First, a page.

Fitness expert and triathlete Ben Greenfield trained for the 2013 Ironman Triathlon World Championships in Kona, Hawaii by following a high-fat, low-carb ketogenic diet and completed the epic endurance race in a blistering 9:59:26.
The Ironman triathlon consists of a 2.4-mile swim followed by a 112-mile bike ride and then a 26.2-mile marathon, without a break.
Greenfield's breakfast the morning of the Ironman was a half-stick of butter, two shots of MCT oil, and a cup of coffee — a stark contrast to the vats of pasta most endurance athletes inhale before a race.
While carb-loading is common in endurance sports, a high-fat, low-carb diet may be better at enhancing athletic performance, Greenfield said on a podcast Oct. 23 with fitness trainer Sam Feltham.
Greenfield also discussed ketosis with Dr. Dominic D’Agostino, who said Navy SEALs follow a ketogenic diet during their underwater training to prevent seizures. Dr. D’Agostino has also done exciting research confirming that a ketogenic diet starves cancer cells to death.
Greenfield joins a growing number of endurance athletes who are sold on the health benefits of a ketogenic diet for endurance training. He previously followed a high-carb diet but switched two years ago after realizing that too many carbs causes inflammation, which can lead to heart disease, Alzheimer's, obesity, and diabetes.
Two years ago, I came across research about pancreatic fatigue and failure, loss of insulin-cell receptor sensivity, and surges in blood glucose leading to inflammation."
After switching to a ketogenic diet, Greenfield experienced improved stamina, stable blood sugar, better sleep, less brain fog, and even better skin and hair. In fact, people are often surprised when he tells them he's a triathlete because he doesn't have the weathered, dried-up look that most endurance athletes have.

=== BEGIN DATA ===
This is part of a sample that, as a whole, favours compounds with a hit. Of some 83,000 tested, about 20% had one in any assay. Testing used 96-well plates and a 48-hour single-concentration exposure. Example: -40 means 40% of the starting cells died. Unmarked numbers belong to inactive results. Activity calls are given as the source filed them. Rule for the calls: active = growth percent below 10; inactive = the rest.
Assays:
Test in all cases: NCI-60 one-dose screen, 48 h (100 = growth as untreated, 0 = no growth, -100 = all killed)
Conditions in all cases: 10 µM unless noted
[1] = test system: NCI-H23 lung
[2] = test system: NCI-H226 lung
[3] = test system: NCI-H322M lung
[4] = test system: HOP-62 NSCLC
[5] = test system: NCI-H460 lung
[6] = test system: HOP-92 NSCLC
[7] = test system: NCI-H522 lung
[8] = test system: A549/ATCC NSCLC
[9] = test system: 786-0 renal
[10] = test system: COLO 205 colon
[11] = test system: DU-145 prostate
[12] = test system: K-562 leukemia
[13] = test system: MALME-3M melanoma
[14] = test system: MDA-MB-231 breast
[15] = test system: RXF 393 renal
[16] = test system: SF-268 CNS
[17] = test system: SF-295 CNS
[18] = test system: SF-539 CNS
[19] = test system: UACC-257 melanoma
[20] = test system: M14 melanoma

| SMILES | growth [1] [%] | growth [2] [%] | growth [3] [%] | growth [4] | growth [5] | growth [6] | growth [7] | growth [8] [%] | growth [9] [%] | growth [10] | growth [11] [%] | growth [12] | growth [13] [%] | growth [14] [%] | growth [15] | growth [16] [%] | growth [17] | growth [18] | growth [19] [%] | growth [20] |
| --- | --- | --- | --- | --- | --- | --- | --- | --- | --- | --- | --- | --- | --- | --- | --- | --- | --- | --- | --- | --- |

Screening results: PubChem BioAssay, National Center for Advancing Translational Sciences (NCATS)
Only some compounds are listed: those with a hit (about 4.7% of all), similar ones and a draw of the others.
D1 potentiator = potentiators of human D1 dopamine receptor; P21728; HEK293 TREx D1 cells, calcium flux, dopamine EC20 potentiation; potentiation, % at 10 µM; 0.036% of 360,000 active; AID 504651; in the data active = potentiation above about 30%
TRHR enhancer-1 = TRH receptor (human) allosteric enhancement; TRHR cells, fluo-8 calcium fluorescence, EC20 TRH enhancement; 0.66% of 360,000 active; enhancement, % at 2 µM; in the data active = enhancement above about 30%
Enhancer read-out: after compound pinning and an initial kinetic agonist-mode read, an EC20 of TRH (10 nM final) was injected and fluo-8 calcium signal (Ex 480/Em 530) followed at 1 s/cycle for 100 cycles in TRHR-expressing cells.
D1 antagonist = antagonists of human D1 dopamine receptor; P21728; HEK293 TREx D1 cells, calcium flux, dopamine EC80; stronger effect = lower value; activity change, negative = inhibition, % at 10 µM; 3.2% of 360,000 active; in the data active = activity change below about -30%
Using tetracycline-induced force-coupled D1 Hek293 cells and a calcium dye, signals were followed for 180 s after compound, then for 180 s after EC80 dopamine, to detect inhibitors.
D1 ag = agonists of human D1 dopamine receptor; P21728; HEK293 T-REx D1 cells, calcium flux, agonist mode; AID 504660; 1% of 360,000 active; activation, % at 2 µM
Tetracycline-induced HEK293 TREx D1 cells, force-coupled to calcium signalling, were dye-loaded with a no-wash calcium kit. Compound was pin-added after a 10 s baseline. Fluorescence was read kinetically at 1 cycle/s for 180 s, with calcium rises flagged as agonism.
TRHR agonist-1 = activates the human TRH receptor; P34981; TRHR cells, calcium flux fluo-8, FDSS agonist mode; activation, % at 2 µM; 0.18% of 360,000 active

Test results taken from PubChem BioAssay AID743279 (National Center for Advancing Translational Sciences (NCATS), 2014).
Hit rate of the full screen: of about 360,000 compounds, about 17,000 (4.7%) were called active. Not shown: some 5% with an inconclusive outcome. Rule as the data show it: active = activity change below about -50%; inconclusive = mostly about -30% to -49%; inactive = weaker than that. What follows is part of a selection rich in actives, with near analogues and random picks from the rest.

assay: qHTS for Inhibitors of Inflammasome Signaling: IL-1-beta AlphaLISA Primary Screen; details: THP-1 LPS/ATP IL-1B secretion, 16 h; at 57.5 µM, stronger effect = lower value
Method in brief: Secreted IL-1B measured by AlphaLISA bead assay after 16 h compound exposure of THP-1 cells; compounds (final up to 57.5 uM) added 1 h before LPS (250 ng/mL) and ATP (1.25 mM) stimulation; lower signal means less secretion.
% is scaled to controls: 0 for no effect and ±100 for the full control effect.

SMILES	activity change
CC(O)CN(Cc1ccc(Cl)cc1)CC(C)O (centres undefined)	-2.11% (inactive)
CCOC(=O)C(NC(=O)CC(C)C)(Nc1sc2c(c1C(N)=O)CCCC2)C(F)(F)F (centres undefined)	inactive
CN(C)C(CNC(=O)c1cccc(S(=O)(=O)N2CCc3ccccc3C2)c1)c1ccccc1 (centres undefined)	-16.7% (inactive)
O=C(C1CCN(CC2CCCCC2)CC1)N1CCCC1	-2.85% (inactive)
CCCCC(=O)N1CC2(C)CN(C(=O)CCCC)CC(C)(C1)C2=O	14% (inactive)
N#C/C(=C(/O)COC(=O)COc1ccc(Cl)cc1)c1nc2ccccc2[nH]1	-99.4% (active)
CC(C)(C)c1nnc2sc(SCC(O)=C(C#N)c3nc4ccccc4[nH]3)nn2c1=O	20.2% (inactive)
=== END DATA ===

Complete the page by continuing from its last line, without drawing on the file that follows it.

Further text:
Greenfield's observations have been underscored by ground-breaking research from cardiologist Aseem Malhotra, that confirmed that unprocessed saturated fat is good for you and can protect against heart disease, obesity, and diabetes.
Greenfield, a former tennis player and bodybuilder, follows a ketogenic diet year-round because of its positive impact on his overall health.
"I don't change up my diet, even up to the day before a triathlon," said Greenfield. "I eat about 400 calories a day in carbs (or about 100 grams). Or I'll have 150 to 200 grams of carbs on a hard training day. I try to stay in fatty-acid utilization."
Greenfield said his diet typically includes lots of vegetables, moderate amounts of high-quality proteins, and plenty of healthy fats such as coconut oil and MCT (medium-chain triglyceride) oil.
My daily diet includes healthy nutrient-dense fats like wild-caught fish, grass-fed beef, avocados, olives, olive oil, raw almonds, pumpkin seeds, brazil nuts and coconut milk."
While some endurance athletes may be skeptical of the low-carb, high-fat regimen, Greenfield is convinced of its health benefits. In fact, his twin sons follow a high-fat diet, and they are thriving. The five-year-old boys recently completed their sixth triathlon.